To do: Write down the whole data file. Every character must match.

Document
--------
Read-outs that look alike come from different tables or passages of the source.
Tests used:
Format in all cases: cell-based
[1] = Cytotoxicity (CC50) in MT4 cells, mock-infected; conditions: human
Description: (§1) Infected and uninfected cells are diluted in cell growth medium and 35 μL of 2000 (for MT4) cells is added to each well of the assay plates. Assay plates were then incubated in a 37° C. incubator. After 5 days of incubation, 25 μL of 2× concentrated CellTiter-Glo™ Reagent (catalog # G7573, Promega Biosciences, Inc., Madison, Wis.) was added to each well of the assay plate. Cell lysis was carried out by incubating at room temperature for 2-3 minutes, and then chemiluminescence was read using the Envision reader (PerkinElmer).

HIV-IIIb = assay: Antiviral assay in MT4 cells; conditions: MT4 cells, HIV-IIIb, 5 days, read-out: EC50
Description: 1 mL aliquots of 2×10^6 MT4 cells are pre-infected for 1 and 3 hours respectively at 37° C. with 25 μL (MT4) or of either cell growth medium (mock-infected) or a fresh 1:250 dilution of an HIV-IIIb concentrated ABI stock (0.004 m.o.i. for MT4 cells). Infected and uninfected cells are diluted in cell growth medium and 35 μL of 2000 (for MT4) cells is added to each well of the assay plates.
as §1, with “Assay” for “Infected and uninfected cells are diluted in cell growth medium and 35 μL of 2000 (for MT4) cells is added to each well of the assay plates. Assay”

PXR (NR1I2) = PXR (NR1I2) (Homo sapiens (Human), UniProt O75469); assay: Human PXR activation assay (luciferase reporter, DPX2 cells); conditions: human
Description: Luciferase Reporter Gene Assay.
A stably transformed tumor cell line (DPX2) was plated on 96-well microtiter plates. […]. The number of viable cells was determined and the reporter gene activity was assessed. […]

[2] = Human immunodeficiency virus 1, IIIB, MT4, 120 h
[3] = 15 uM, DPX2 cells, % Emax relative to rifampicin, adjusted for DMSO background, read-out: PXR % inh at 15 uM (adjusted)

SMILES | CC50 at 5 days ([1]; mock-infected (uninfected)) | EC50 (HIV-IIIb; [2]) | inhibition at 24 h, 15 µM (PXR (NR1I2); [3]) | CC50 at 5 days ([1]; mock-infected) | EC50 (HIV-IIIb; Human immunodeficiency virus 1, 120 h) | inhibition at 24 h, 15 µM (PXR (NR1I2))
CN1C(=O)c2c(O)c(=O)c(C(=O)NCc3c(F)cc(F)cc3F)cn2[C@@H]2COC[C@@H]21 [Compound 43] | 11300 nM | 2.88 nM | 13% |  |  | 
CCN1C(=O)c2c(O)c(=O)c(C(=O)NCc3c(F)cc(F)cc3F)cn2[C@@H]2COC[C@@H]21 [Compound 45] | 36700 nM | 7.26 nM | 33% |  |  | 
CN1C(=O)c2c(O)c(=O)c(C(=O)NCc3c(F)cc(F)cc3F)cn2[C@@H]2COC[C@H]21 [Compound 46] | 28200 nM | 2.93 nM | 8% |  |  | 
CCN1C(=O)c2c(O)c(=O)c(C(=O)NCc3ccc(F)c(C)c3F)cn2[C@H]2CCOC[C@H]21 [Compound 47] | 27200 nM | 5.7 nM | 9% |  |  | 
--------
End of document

Read-outs that look alike come from different tables or passages of the source.
Tests used:
Format in all cases: cell-based
[1] = Cytotoxicity (CC50) in MT4 cells, mock-infected; conditions: human
Description: (§1) Infected and uninfected cells are diluted in cell growth medium and 35 μL of 2000 (for MT4) cells is added to each well of the assay plates. Assay plates were then incubated in a 37° C. incubator. After 5 days of incubation, 25 μL of 2× concentrated CellTiter-Glo™ Reagent (catalog # G7573, Promega Biosciences, Inc., Madison, Wis.) was added to each well of the assay plate. Cell lysis was carried out by incubating at room temperature for 2-3 minutes, and then chemiluminescence was read using the Envision reader (PerkinElmer).

HIV-IIIb = assay: Antiviral assay in MT4 cells; conditions: MT4 cells, HIV-IIIb, 5 days, read-out: EC50
Description: 1 mL aliquots of 2×10^6 MT4 cells are pre-infected for 1 and 3 hours respectively at 37° C. with 25 μL (MT4) or of either cell growth medium (mock-infected) or a fresh 1:250 dilution of an HIV-IIIb concentrated ABI stock (0.004 m.o.i. for MT4 cells). Infected and uninfected cells are diluted in cell growth medium and 35 μL of 2000 (for MT4) cells is added to each well of the assay plates.
as §1, with “Assay” for “Infected and uninfected cells are diluted in cell growth medium and 35 μL of 2000 (for MT4) cells is added to each well of the assay plates. Assay”

PXR (NR1I2) = PXR (NR1I2) (Homo sapiens (Human), UniProt O75469); assay: Human PXR activation assay (luciferase reporter, DPX2 cells); conditions: human
Description: Luciferase Reporter Gene Assay.
A stably transformed tumor cell line (DPX2) was plated on 96-well microtiter plates. […]. The number of viable cells was determined and the reporter gene activity was assessed. […]

[2] = Human immunodeficiency virus 1, IIIB, MT4, 120 h
[3] = 15 uM, DPX2 cells, % Emax relative to rifampicin, adjusted for DMSO background, read-out: PXR % inh at 15 uM (adjusted)

SMILES | CC50 at 5 days ([1]; mock-infected (uninfected)) | EC50 (HIV-IIIb; [2]) | inhibition at 24 h, 15 µM (PXR (NR1I2); [3]) | CC50 at 5 days ([1]; mock-infected) | EC50 (HIV-IIIb; Human immunodeficiency virus 1, 120 h) | inhibition at 24 h, 15 µM (PXR (NR1I2))
CN1C(=O)c2c(O)c(=O)c(C(=O)NCc3c(F)cc(F)cc3F)cn2[C@@H]2COC[C@@H]21 [Compound 43] | 11300 nM | 2.88 nM | 13% |  |  | 
CCN1C(=O)c2c(O)c(=O)c(C(=O)NCc3c(F)cc(F)cc3F)cn2[C@@H]2COC[C@@H]21 [Compound 45] | 36700 nM | 7.26 nM | 33% |  |  | 
CN1C(=O)c2c(O)c(=O)c(C(=O)NCc3c(F)cc(F)cc3F)cn2[C@@H]2COC[C@H]21 [Compound 46] | 28200 nM | 2.93 nM | 8% |  |  | 
CCN1C(=O)c2c(O)c(=O)c(C(=O)NCc3ccc(F)c(C)c3F)cn2[C@H]2CCOC[C@H]21 [Compound 47] | 27200 nM | 5.7 nM | 9% |  |  | 